Asia minor

FOOD: A taste of Little India in outer London
Click to follow
The Independent Culture
Having used the M40 motorway out of London for too many more years than I care to remember, I have always longed to take the sign that says "Southall" when just sitting there in endless exhaust. It is just after the last sign to Ruislip coming into London and not far beyond the Hoover building if you are Oxford- or Birmingham-bound.

But it was not until two weeks ago, whilst driving back from Oxford with my Australian restaurateur friend Gay Bilson (she operates the truly remarkable Bennelong restaurant in the Sydney Opera House), that I finally managed to take the exit. We were both starving and needed something more than just a plate of food. Gay expressed a craving for green chilli; I needed something sort of warm and greasy, and we both wanted a carton of something sloppy called sag. There would be no problem finding this - many Asians live in Southall and much good Indian food can be found there.

Sag is uncommonly good when carefully prepared. Essentially, it is spinach that has been cooked to within an inch of its life, together with subtle spicing, a fresh green chilli or two and some leaves of coriander stirred in at the last minute. Cumin seemed to be the predominant spice used in the carton we bought, and the oil or ghee that had been used as lubricant sort of floated on top.

Indian cafes abound in Southall's high street. Most of the menus are for use as take-aways, as well as for those sitting at table (these are usually simple affairs, relying on much use of Formica and plastic), and - on the whole - the choice is vegetarian. It should be noted here that Indian vegetarian cooking is possibly the most interesting in the world.

Along with the sag, chick peas (chana) cooked in a rich and sharp tamarind- based sauce were another successful purchase; the plump and soft pulse taking up the spices and sauce in the most agreeable manner. Panni poori is an all-time favourite Asian snack, where tiny hollow pillows of crisp bread dough (poori or puri) have been deep-fried (they resemble the pommes souffle of French haute cuisine) until they puff up. These are then punctured with the thumb, filled with chick peas, pieces of potato and a deeply delicious tamarind liquor. Leaves of fresh coriander add the correct note if any sort of "garnish" is thought to be a consideration.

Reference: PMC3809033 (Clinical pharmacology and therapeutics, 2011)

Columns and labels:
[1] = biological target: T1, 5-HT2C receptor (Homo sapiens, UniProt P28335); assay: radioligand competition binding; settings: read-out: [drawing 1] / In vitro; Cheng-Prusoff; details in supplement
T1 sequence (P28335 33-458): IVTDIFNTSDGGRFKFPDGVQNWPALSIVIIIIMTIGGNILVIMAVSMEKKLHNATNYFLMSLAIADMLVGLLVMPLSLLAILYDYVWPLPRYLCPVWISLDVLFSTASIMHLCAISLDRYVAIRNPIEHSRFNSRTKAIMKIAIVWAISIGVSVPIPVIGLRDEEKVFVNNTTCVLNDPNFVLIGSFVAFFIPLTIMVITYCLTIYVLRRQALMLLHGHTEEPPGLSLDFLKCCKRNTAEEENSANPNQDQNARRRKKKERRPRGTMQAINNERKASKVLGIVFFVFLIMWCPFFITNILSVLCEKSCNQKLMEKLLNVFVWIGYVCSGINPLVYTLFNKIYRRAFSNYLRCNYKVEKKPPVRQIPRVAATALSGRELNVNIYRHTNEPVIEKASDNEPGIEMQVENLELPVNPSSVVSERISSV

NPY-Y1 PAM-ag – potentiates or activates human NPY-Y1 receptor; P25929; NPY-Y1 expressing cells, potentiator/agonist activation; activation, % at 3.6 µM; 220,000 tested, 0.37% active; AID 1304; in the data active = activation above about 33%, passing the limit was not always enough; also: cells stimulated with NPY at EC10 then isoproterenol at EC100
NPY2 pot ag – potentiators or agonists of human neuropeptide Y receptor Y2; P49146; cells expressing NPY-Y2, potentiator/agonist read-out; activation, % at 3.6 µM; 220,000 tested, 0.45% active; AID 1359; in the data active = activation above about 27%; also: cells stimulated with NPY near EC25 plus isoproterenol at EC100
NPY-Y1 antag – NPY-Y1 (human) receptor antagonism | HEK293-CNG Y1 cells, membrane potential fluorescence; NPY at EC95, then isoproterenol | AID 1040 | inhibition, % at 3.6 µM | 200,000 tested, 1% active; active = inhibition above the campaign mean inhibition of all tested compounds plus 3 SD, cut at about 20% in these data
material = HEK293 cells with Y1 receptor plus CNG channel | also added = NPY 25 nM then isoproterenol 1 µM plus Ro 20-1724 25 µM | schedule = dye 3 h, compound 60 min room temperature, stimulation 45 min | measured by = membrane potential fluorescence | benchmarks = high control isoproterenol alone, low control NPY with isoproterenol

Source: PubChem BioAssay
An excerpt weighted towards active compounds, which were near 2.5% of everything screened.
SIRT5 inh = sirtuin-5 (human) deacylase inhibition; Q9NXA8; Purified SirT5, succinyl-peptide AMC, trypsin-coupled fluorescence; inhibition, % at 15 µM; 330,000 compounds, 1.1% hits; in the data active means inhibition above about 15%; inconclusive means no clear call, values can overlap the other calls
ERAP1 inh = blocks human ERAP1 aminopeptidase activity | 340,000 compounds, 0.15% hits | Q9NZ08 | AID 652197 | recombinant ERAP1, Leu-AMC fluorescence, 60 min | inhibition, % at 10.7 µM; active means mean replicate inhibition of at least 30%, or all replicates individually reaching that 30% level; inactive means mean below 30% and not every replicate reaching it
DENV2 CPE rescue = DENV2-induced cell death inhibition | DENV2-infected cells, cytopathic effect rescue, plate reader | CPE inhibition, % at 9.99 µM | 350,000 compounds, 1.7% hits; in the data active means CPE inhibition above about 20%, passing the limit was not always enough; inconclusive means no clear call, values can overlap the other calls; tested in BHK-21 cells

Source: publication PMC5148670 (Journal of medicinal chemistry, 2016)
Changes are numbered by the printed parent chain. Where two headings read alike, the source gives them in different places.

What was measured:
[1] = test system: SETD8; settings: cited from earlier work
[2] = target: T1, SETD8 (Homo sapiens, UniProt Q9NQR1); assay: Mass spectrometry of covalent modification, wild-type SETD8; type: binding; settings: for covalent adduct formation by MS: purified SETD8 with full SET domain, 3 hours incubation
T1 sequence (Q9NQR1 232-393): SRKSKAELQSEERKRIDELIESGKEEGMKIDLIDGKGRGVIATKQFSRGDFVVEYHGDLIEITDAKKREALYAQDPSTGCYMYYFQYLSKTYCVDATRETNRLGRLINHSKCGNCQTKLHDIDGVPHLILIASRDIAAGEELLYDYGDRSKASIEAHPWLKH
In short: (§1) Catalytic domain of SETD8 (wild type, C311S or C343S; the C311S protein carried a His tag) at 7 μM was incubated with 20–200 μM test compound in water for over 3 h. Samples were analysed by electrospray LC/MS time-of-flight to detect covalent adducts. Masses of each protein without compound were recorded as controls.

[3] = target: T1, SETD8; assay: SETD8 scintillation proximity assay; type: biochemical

One of the most notable preparations in Indian vegetarian cooking (although not encountered in this particular high street) is the stuffed dosa. These large pancakes are either soft and doughy - rather like a floury Mexican tortilla - or crisper and ultra-thin, somewhat resembling a Breton crepe. The filling is usually potato. A dull description though it may sound, this dosa stuffing is a just fabulous. The potatoes are lightly spiced with fennel, cumin, mustard and fenugreek seeds and sometimes chopped spring onion is included (Asian champ?) Fresh green chilli, but not too much, lends a subtle "heat", and the usual condiment served with dosas is a mild and creamy coconut chutney. The best dosas I have so far encountered have been in and around London's Drummond Street, just north of Euston Road.

While Gay was staying with me, I asked her to make me some "green paste". This is something that is a permanent condiment in her Sydney fridge - at least it always seems to be. If I was to describe this bright green sludge as addictive, then it would surely be an understatement: fresh and herby, sprightly from chilli, warmed by a hint of cumin and sharpened with citric juices. Mellow coconut milk is the lubricator and salt and sugar provide final seasoning. The mugging ingredient is a hefty thump of garlic.

This chutney could almost be the HP of Asian condiments: the "all-purpose dip" for samosas, bhajias, kebabs and blistered portions of tandoori meats, marinated lamb cutlets in particular. I also smear pork sausages with it, and stir a spoonful into a thick vegetable broth (what ho! the real alternative to ubiquitous pesto). Spread it onto grilled steak and, well, just eat it with a spoon, actually.

Gay Bilson's Green Paste

Enough to fill a storage jar (about 350 ml/12fl oz)

If you feel that the paste turns out too sloppy, puree half an avocado pear into the mixture. The paste will keep for several days in the fridge, but will eventually lose its bright green hue and fresh taste.

90g/3 12oz coriander leaves - and roots if possible

40g/1 14oz mint leaves

8 garlic cloves, peeled and crushed

2 tsp roasted and freshly ground cumin seeds

1 tsp sugar

1 tsp salt

75ml/3fl oz lime juice

5 small green chillies, seeds removed

100ml/4fl ox thick coconut milk

Puree all ingredients in a food processor or blender until smooth, pour into a storage jar and chill. Eat when the mood takes you, which will be frequently.

Comments